As a 76 year old San Franciscan I read this book to learn what happened to the California apricots and apricot orchards I remembered from my youth. It appears to be an accurate if somewhat dry recounting of their fate, written in a reportorial style consistent with the authors background as a news reporter. There was little discussion of the human element, the sadness many of the apricot growing families must have felt as the experienced the passing of their way of life. Also missing was an adequate discussion of how the rare micro-climate of the Santa Clara Valley allowed apricots, particularly the king of apricots the Blenheim variety, to flourish as perhaps nowhere else on earth. (The last apricot tree the author's parents planted on their property was a Blenheim). The California's Central Valley, is too hot for Blenheim's. As someone raised on Blenheim's I find the currently available varieties almost inedible. Arguably the highest and best use of the Santa Clara Valley, but not the most profitable, was orchards.
I've lived in California for over 30 years and though I love the history of all of our states, this book includes much I did not know about the place I now call home. The author's writing is conversational and it is clear she has a real affection for--not just the exotic apricot--but her native California's rich agricultural history. Who knew that high tech powerhouses like David Packard and Steve Jobs had their own apricot orchards? This is just one thing I discovered in California Apricots: the Lost Orchards of Silicon Valley. It's a great read and I highly recommend it.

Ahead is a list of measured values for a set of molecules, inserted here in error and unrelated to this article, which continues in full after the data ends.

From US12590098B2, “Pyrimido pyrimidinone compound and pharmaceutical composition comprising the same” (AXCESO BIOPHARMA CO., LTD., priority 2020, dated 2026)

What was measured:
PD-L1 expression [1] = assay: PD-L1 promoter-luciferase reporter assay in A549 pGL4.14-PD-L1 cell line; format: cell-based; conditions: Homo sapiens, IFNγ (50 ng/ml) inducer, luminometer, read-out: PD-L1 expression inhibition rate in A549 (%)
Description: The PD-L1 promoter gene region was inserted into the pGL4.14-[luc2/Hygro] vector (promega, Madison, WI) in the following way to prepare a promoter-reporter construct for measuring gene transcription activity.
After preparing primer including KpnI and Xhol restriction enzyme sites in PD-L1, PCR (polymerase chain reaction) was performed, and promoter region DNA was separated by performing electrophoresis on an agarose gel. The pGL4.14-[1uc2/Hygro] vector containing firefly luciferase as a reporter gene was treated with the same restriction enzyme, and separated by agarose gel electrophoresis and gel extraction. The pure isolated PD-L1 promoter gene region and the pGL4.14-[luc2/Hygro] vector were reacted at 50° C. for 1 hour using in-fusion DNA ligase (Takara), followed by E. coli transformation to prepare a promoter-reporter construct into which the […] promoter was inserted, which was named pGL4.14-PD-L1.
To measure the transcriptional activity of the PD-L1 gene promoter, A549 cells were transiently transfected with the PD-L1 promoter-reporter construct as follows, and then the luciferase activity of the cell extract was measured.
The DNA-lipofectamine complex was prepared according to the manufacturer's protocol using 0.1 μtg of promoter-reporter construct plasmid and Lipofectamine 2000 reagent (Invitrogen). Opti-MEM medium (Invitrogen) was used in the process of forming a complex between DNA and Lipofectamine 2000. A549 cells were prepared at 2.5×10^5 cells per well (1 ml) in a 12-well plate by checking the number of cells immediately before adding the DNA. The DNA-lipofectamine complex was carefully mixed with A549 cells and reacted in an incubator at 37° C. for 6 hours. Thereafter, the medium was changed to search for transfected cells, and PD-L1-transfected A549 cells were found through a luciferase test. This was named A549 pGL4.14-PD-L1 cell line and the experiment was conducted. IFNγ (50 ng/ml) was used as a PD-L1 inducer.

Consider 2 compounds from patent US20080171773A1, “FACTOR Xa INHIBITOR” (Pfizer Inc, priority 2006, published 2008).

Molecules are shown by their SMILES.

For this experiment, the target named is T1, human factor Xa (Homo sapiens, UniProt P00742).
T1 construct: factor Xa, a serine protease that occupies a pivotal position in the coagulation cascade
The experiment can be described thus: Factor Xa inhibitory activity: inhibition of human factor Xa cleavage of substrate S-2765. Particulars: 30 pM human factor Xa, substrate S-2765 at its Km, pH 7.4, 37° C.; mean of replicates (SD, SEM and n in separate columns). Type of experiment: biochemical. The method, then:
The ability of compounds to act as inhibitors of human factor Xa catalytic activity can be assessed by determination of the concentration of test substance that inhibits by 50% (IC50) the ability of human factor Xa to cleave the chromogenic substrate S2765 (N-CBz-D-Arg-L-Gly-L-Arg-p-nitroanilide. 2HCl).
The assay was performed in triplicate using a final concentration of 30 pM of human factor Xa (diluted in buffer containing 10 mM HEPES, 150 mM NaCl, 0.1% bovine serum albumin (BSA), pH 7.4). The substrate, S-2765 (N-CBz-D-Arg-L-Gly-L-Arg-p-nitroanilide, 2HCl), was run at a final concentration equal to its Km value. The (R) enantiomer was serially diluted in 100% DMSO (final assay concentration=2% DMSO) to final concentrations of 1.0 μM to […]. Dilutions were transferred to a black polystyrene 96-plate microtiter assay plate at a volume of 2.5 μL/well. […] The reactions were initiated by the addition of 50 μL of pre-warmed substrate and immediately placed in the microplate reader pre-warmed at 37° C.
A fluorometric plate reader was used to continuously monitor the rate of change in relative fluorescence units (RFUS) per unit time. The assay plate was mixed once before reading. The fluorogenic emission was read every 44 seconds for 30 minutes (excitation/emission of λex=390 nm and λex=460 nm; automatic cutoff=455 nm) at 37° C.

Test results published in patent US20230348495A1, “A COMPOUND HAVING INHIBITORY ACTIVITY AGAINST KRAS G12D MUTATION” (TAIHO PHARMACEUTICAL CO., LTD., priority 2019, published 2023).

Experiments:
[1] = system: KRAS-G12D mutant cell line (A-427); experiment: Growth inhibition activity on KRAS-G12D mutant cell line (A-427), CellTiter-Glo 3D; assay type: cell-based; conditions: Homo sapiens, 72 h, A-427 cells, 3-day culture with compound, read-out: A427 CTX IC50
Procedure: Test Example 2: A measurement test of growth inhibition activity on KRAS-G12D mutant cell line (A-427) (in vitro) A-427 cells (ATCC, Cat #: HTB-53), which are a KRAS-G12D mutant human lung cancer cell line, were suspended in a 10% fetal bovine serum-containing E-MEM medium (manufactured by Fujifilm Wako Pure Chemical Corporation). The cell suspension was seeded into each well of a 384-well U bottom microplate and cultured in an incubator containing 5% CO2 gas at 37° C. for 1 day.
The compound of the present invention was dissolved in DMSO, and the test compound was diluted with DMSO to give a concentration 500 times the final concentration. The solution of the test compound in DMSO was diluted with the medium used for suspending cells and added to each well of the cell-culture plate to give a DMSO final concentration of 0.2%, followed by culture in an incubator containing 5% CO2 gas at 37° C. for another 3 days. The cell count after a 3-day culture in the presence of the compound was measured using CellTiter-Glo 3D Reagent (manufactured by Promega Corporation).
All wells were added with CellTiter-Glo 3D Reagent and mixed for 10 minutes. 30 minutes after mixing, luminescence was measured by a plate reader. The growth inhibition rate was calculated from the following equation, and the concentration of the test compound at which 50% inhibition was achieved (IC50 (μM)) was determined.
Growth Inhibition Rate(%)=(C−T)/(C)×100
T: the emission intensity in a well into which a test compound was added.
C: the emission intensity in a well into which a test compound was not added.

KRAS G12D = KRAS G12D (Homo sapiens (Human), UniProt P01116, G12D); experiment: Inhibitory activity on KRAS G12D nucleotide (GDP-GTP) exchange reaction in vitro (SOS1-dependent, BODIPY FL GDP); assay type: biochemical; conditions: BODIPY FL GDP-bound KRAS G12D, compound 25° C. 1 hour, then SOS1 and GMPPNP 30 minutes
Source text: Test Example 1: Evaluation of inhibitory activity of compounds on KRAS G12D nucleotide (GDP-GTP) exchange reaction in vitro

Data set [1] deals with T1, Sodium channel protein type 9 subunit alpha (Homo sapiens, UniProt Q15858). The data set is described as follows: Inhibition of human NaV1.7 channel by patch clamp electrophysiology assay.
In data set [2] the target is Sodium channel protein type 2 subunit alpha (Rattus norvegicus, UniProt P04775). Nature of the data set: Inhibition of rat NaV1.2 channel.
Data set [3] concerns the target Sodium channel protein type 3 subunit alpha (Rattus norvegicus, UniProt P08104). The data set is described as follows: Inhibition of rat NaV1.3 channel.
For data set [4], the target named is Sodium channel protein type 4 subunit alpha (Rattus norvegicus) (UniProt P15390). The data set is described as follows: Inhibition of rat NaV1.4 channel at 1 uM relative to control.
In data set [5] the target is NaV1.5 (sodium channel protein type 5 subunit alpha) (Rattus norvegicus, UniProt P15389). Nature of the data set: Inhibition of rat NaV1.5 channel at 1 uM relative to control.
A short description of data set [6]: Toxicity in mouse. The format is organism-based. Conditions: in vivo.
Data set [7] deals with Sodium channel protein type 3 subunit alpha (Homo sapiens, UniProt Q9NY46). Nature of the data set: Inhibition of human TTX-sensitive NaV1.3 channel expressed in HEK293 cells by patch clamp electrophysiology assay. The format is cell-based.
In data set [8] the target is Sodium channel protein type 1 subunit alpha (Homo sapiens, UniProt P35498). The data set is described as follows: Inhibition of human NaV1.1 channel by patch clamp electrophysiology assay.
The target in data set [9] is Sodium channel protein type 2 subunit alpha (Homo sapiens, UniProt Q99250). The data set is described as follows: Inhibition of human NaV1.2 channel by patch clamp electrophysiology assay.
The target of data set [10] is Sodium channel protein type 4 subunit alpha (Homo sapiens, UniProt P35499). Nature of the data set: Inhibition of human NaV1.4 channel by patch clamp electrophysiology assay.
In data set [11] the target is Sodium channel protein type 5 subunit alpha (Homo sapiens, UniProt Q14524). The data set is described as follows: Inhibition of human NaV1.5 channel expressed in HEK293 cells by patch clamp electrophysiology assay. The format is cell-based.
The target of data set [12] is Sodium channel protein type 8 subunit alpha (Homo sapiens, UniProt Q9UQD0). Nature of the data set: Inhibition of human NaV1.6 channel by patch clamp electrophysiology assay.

A must read! The history of the apricot and the valley was most interesting. The book brought me back to my childhood growing up in Los Altos, California. I thoroughly enjoyed this book and did not want it to end.
As a proud Santa Clara Valley native with ancestors who settled in Morgan Hill at the turn of the LAST century...I enjoyed this book! Living in South Santa Clara County, we have some orchards that are still producing. Growing up here...we had many more. An excellent historical perspective of how apricots got here, how they became a huge money crop, and the decline of apricot orchards and ultimately commercial agriculture in our area.I remember when driving along Blossom Hill Road in the spring meant blossoming orchards the whole trip. Driving into Los Gatos meant being above many of the orchards and looking across a sea of blossoms covering the valley.My great-grandfather had an apricot/prune drying yard in Morgan Hill on property now covered with homes. This book brought back memories of summer heat, cutting apricots as soon as school was out, and picking prunes before school began in the fall. I enjoyed the family stories that were expertly woven into this book. It made me reminisce.Although the Santa Clara Valley is now known as Silicon Valley, this book allows one to get to know, in a small way, why it was first named The Valley of Hearts Delight.